But really: how?

Should we sign up Bean for an FHEA-accredited course too?

Exciting times here, as the second family member undertakes training in Learning & Teaching. No, not the kids (although maybe it’d make a nice birthday present for them), but my very talented SO.

After many years working in pure research roles, she’s now starting to take on some teaching, so she’s picking up her institution’s introductory package, which is prompting some really good conversations at the dinner table.

One issue that’s coming up – for me probably more than for her – is the question of how one gets from the L&T training session to the on-the-ground experience in your classroom.

This was started by a discussion of assessment and its central role within the learning process. As my SO noted, assessment is always formative and should be always linked to the feedback and adaptation process.

For her, one practical problem with that much of her opportunity to teach comes from giving guest lectures on modules run by other people: we’re talking here about specialised Masters programmes with lots of such input from research experts, teaching to their particular expertise.

Obviously, that can be great for students as they get to interact with a wide range of leading People, but it’s pretty rubbish for any formative development using assessment, per the training session. My SO might only be spending a couple of hours with the group, leaving little or no time to adapt content or pedagogy to their specific needs or interests.

That raised the more general problem of the translation from theory to practice that I’ve mentioned.

As someone working on simulations and other forms of active learning, I’ve always been rather sensitive to this, since the restraints under which I work have been rather obvious. The shape of the teaching spaces I’m in; the number of students I’ve got; the flexibility of the timetable: all of these impose some really consequential limits on what I can do.

And beyond that there is the entire process of Quality Assurance. My old negotiation module ended up using a reflective writing assessment partly because it aligned well with my learning objectives, but also because it worked for our second marking/external marking regime. My initial thoughts about something much more immaterial – me marking what they did in negotiations, or getting them to negotiate with me for their grade – might have made as much sense pedagogically, but they would have fallen at the hurdle of our L&T committee, who would (reasonably) have asked me how we could be confident about the equity and consistency of such approaches.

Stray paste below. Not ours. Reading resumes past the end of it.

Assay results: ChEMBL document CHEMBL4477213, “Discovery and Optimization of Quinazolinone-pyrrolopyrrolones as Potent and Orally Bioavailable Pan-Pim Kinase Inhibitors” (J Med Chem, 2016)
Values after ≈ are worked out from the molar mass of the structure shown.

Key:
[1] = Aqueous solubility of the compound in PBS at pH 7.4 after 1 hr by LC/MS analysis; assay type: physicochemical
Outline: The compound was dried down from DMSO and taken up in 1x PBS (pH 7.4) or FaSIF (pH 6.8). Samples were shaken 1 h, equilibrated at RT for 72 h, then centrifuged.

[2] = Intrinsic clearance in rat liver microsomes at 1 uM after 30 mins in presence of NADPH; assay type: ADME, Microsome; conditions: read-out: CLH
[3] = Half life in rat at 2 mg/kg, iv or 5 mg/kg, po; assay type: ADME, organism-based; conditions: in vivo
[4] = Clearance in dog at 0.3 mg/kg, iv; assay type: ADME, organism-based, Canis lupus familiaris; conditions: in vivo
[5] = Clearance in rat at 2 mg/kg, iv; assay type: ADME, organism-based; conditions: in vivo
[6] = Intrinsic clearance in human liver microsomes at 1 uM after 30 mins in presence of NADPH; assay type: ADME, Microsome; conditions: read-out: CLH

Yes, QA has flexibility in it, just as one can find flexibility on capping numbers or working with your timetabler*, but there are ultimately going to be limits to this, as well as paths that are better-trodden than others. As I’m guessing you’re finding with the Great Jump Online, there’s an institutionalised tendency to regularise our offerings to students, be that in terms of contact time or format or assessment or whatever.

And this is where I recognise that this is something that I got relatively little training, just as I suspect most of us got little training. L&T development understandably has to make sure it concentrates on the fundamentals of good pedagogic practice, often matched up with a bunch of ‘handy hints’ on stuff to do in the classroom. But that misses the discussion about the articulation between those two levels.

How do we move a model of alignment or of rolling assessment/feedback into our class, when that class is not a blank sheet (even when it might not yet exist)?

I’ve tangled with this before, and even made a simulation-simulation to try and work through some key steps. It’s not great, but it does suggest a way forward.

The central concern has to be the learning objectives that we establish, be they within the context of a programme, or a module, or even just a session. From that, we then have to be willing to flex practice around our constraints to find a way that meets those objectives.

To do that, we need not only a good sense of our purpose, but also of the range of options that are open to us, coupled to a willingness to try them out. Which all sounds a bit daunting.

But this is maybe a good point to remember that students are generally willing to follow us where we want to go (pedagogically), as long as we can show that we’ve got a logic behind it. Bringing them into our design and delivery process – in part through that continuous feedback loop – can help to edge out the edges and make it work better for everyone.

Whether and how that pans out for my SO, I’ll let you know.